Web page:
Rotschy Inc., a Vancouver-based contractor, completed the construction of a two-year project to improve Northeast 119th Street, from Northeast 87th Avenue to Northeast 112th Avenue.
This section of Northeast 119th Street was widened and improved, from a narrow road with a single lane in each direction and no shoulders, bicycle lanes or sidewalks, to a four-lane minor arterial with two lanes in each direction, a center turn lane, bicycle lanes, sidewalks and facilities to collect and treat polluted storm runoff.
Construction also included upgrades to Clark Public Utilities’ water lines and Clark Regional Wastewater District's sewer lines, as well as improvements to the Chelatchie Prairie Railroad crossing west of Northeast 102nd Avenue.
Contractor: Rotschy Inc. of Vancouver
Capital road project: 342422
Schedule: This project took two years to build, but was completed fall 2019.
Budget: Clark County awarded an $11.18 million construction contract to Rotschy, which submitted the lowest of four bids received for this project.
Grant funding: Clark County was awarded two grants to help pay for construction: a $4 million state Urban Arterial Program grant through the Washington State Transportation Improvement Board; and $3.1 million federal Surface Transportation Program grant through the Southwest Washington Regional Transportation Council.
Robin Washington, Project Manager
Clark County Public Works
Isaac McConnell, Construction Engineer
Clark County Public Works
Clark County is investing more than $50 million to upgrade the corridor so it can help meet the needs of a growing community.
To learn more, watch this March 2018 CVTV video.
In 2009, a private developer improved a section of Northeast 119th Street, from Northeast 112th Avenue to NE 117th Avenue/SR 503. The county constructed Northeast 112th Avenue and a portion of a new traffic signal, which improved access to Prairie High School.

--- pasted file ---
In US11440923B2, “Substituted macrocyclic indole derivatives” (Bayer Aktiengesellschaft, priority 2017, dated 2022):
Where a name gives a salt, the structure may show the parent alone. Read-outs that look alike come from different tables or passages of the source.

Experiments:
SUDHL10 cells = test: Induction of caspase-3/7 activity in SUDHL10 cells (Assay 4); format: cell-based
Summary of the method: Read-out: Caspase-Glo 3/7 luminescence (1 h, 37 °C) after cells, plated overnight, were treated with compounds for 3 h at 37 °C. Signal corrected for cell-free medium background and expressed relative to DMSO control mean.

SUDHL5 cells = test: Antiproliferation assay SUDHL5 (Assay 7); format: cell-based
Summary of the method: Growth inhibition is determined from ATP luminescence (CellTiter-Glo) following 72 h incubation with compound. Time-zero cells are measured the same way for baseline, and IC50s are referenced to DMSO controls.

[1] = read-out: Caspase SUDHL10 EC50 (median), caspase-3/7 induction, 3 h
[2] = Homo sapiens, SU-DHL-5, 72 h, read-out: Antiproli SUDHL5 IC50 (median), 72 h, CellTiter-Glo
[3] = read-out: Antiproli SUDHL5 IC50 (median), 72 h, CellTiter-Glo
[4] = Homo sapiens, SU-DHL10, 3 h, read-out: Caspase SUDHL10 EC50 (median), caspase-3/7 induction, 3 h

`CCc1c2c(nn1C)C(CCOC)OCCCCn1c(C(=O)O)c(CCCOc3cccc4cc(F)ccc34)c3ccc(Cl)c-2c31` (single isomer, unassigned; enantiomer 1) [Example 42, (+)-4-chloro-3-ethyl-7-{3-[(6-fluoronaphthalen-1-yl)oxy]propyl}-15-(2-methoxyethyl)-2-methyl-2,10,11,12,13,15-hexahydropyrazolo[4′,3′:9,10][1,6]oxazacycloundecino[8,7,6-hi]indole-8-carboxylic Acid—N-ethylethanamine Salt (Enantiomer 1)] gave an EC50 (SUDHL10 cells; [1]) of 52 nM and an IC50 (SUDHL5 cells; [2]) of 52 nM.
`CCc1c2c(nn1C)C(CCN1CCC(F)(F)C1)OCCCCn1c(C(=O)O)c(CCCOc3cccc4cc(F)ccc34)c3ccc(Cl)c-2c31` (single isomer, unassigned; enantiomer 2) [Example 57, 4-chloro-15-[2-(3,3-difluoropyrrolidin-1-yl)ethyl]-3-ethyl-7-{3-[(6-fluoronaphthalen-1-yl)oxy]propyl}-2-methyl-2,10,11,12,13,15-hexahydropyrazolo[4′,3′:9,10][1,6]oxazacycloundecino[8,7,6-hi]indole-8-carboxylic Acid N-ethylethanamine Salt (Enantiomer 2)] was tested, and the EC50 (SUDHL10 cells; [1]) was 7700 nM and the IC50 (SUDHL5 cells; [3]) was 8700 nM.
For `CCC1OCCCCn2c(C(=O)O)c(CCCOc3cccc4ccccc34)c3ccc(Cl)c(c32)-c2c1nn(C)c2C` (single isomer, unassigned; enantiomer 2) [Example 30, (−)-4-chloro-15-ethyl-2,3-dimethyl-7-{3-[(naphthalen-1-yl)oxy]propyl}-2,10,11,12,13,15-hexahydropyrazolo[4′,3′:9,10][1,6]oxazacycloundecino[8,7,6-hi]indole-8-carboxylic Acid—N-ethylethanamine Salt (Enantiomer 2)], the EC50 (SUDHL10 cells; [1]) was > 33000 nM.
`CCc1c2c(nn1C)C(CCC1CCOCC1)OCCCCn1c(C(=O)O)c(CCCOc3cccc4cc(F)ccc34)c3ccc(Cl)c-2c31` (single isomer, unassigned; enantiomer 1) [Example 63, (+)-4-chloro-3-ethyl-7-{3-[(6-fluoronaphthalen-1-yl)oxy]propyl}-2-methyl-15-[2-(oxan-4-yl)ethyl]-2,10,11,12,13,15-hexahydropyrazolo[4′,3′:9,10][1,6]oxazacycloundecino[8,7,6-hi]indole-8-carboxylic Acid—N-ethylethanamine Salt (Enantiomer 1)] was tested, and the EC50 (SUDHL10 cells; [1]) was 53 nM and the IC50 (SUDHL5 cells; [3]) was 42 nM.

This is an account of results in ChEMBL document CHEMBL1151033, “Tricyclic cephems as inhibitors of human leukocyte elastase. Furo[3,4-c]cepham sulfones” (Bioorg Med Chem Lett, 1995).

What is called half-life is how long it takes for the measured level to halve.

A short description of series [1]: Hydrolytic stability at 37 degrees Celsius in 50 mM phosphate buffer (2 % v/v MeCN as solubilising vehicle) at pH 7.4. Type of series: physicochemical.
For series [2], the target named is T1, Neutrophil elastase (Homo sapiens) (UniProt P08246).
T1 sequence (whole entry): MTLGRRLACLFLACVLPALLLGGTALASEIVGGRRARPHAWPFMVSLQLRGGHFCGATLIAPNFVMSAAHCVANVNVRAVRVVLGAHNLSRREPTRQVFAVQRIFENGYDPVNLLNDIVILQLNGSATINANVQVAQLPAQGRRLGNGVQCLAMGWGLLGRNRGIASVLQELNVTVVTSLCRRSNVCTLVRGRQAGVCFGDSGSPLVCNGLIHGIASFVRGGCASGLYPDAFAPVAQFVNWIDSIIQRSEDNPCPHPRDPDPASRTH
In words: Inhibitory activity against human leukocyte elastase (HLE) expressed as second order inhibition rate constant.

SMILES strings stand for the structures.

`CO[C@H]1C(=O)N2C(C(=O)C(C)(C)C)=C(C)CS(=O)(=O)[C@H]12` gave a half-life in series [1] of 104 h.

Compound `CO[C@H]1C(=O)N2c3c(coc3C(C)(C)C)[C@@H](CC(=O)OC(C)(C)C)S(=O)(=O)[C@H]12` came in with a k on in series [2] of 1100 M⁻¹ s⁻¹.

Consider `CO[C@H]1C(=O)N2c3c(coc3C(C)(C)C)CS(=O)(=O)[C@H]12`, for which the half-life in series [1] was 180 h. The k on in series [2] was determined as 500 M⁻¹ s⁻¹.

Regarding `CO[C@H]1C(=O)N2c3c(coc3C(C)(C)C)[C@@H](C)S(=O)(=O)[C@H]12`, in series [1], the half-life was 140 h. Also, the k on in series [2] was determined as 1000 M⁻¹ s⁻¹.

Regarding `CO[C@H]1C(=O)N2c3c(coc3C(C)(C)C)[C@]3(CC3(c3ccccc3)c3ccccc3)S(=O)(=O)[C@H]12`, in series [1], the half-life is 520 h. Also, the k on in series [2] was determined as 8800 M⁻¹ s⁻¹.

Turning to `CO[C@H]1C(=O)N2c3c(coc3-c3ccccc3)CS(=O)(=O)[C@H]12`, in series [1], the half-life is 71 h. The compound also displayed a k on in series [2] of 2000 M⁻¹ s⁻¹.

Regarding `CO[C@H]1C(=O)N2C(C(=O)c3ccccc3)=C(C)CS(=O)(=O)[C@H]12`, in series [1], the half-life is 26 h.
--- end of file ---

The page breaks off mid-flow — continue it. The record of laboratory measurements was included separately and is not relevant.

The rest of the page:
In 2013, Clark County upgraded the intersection of Northeast 119th Street and Northeast 50th Avenue (Capital Road Project 313622). The project widened the intersection and added a traffic signal, sidewalks and left-turn lanes in all four directions. In addition, the hill on Northeast 119th Street east of Northeast 50th Avenue was shaved down to improve sight distance and motorist safety. Retaining walls also were built, along with facilities to collect and treat polluted storm runoff.
In 2014, Clark County started construction to upgrade Northeast 119th Street, from west of Northeast 72nd Avenue to east of Northeast 87th Avenue (Capital Road Project 390722). This project, which took three construction seasons to build, included:
- Widening and improving Northeast 119th Street to two travel lanes in each direction plus a continuous center turn lane, bicycle lanes and sidewalks.
- BuildIng dual left-turn lanes from Northeast 119th Street westbound onto Northeast 72nd Avenue southbound.
- Replacing the undersized Curtin Creek culvert, about a half mile east of Northeast 72nd Avenue.
- Making environmental improvements to Curtin Creek to create a winding channel that more closely resembles a natural creek.
- Planting trees and other vegetation to shade Curtin Creek, which will cool the water for salmon and other aquatic life.
In 2017, Clark County started upgrading Northeast 119th Street, from east of Northeast 50th Avenue to west of Northeast 72nd Avenue (Capital Road Project 333122).
The two-year project widened the road to a two-lane minor arterial, with a center turn lane; added sidewalks and bicycle lanes; and built facilities to collect and treat polluted storm runoff. The project also construction water improvements for Clark Public Utilities and sewer improvements for Clark Regional Wastewater District.
As of mid-September 2018, most construction has been completed, with the road open to through traffic. Some landscaping and other work still needs to be finished.
Why is the county building these projects?
Improvements will support economic development in the area while providing safer, more convenient travel. In addition, some improvements were needed to meet commitments the county made in an agreement with private developers.